A recent journal article explains America’s transformation in the first half of the 20th century from a country with a weak national government and internal instability into a global power with an effective administrative apparatus. New forms of public law institutionalized mechanisms for compromise, bargaining, and channeling of conflict among governmental, business, and labor stakeholders. This increased state capacity (the ability to get things done) instilled norms and confidence in the system. The national government restructured the country’s political economy and its relationship to the world’s.
Fast forward to contemporary America. Deficiencies of government capacity – evident in recent years but magnified by the coronavirus pandemic – raise serious questions. Why has state capacity devolved instead of evolved? Are institutional arrangements designed to channel conflict equipped to deal with the frailties of the country’s current political economic framework? Is the U.S. government still equipped to be the global power it once was? Do the conditions exist for institutional change?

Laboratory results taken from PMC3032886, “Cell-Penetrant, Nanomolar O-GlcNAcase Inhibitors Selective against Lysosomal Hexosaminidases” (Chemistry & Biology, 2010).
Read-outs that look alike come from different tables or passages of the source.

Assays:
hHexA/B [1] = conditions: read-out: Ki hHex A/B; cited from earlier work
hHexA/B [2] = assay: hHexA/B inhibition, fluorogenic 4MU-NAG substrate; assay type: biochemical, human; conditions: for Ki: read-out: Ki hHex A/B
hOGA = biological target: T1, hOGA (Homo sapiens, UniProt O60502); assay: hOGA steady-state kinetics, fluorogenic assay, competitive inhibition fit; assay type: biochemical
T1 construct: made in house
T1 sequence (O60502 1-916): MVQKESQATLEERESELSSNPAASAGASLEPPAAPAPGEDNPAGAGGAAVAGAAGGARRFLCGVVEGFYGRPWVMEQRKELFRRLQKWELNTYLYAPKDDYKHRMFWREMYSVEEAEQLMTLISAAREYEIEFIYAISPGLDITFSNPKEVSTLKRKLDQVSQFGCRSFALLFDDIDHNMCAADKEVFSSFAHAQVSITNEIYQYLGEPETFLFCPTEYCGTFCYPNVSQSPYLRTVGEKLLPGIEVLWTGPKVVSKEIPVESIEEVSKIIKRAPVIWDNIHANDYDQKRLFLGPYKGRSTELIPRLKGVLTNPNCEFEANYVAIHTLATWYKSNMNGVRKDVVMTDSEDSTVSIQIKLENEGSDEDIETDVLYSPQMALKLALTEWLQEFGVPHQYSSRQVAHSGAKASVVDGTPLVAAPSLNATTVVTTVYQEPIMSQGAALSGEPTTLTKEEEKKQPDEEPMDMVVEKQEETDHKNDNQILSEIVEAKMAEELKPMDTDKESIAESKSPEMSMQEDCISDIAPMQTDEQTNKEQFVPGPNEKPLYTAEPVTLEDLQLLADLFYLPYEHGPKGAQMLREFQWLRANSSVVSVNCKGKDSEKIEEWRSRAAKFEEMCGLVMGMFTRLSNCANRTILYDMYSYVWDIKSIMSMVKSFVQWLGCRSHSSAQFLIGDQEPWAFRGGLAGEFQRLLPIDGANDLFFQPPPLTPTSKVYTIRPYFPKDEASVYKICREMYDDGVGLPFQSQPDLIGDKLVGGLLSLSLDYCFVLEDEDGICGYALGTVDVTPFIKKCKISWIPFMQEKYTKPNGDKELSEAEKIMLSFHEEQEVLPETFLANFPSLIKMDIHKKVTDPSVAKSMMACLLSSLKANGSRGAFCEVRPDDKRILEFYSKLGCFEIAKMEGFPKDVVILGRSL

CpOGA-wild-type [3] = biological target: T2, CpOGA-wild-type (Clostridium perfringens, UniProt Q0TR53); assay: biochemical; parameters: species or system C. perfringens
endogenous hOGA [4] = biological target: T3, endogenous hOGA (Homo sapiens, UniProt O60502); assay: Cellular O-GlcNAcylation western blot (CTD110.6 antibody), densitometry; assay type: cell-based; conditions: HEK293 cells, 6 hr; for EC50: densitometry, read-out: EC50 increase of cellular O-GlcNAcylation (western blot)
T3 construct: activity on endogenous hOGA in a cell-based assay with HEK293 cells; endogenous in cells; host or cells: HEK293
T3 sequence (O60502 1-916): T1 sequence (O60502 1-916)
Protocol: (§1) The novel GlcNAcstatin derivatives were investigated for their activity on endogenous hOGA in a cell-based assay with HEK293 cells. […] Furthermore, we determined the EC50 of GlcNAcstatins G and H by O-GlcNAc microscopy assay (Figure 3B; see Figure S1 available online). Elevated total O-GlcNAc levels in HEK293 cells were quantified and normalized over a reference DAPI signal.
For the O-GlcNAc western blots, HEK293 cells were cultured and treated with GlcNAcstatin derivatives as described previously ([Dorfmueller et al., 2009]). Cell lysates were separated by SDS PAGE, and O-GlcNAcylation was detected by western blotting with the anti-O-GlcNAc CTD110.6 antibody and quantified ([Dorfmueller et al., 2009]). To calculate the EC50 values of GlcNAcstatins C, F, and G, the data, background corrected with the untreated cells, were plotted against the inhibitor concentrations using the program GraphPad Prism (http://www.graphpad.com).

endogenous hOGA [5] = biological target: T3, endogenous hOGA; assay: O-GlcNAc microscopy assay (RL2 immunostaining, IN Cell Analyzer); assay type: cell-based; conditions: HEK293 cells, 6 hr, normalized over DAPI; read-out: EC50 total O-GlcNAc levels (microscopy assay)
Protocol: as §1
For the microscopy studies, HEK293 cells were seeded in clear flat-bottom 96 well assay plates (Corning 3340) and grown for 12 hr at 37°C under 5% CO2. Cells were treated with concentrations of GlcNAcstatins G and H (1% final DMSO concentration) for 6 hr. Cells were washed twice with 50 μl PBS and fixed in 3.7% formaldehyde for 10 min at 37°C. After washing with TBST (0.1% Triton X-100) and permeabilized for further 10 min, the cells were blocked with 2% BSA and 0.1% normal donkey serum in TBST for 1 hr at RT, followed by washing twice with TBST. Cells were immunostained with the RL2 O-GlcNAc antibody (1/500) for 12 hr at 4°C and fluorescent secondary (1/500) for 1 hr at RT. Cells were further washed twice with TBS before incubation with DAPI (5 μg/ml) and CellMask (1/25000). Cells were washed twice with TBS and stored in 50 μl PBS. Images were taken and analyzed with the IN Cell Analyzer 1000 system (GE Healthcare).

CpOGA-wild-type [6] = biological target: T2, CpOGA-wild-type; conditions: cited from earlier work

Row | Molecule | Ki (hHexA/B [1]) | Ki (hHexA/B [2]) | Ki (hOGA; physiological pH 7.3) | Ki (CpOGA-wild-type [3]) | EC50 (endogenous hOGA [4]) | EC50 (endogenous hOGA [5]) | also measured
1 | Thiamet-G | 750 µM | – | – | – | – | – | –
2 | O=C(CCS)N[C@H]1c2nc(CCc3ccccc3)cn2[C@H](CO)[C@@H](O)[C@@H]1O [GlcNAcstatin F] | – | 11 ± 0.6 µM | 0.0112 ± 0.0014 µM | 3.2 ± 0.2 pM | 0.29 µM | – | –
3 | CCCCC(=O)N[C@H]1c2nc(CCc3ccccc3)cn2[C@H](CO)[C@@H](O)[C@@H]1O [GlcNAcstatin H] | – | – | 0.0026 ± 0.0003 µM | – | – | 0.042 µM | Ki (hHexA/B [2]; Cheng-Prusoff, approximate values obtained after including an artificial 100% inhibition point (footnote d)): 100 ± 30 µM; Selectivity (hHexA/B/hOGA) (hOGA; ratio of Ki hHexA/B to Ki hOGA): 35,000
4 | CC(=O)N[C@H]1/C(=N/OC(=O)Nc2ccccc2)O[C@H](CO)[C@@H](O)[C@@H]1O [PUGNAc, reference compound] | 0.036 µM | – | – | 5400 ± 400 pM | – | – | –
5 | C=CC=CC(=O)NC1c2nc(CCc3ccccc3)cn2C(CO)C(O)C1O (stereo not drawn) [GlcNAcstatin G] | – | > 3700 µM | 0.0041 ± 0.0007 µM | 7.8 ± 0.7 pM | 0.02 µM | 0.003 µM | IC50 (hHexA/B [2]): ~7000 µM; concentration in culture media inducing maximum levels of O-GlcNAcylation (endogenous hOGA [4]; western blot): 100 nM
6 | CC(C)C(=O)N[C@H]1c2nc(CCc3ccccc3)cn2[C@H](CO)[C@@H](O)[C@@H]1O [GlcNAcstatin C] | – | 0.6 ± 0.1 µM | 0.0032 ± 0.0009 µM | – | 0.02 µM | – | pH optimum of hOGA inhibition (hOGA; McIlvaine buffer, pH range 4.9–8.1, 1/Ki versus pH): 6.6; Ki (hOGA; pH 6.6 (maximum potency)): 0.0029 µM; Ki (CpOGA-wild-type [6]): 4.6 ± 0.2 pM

The authors of the article – Mariano-Florentino Cuéllar, Margaret Levi, and Barry Weingast – will use their findings about an earlier America as backdrop to discuss the implications of their work for the present and future America.
This event is presented by CASBS in partnership with the Freeman Spogli Institute for International Studies, Stanford University.
This is episode 2 in CASBS's webcast series "Social Science for a World in Crisis." View the series announcement: bit.ly/36zFFK1
Send questions for the panelists in advance of the event to email@example.com.
In advance of the event, read "Twentieth-Century America as a Developing Country: Conflict, Institutions, and the Evolution of Public Law," Harvard Journal on Legislation, v57 n1 (2020): 25-65. Access here: https://harvardjol.com/volume-57-number-1/